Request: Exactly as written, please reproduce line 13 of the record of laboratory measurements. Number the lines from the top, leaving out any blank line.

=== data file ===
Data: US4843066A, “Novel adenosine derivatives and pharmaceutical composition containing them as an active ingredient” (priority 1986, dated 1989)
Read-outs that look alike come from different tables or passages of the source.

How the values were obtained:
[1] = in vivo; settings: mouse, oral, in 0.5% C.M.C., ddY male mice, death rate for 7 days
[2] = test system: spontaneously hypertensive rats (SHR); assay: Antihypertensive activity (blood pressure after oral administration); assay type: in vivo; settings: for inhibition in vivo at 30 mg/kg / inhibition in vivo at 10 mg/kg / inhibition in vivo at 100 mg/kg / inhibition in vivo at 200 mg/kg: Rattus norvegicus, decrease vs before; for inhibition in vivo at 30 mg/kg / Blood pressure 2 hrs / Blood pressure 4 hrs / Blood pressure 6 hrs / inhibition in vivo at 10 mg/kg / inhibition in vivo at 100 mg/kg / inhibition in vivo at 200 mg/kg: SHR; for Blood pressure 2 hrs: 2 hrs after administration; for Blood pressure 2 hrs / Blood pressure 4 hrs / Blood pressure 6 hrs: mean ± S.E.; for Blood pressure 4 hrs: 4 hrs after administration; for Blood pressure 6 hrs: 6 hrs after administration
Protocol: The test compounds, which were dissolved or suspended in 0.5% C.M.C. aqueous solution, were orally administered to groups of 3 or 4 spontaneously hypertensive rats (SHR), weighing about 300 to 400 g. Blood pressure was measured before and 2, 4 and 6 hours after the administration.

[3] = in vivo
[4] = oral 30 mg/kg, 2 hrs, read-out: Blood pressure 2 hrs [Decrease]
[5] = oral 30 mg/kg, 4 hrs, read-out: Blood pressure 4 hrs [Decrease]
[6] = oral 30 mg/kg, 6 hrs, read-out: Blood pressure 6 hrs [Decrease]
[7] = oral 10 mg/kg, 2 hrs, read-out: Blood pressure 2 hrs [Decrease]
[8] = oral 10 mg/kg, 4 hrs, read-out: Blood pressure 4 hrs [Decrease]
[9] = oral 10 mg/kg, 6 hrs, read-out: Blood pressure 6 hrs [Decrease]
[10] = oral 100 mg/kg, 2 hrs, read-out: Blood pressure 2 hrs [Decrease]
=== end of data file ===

[9] = oral 10 mg/kg, 6 hrs, read-out: Blood pressure 6 hrs [Decrease]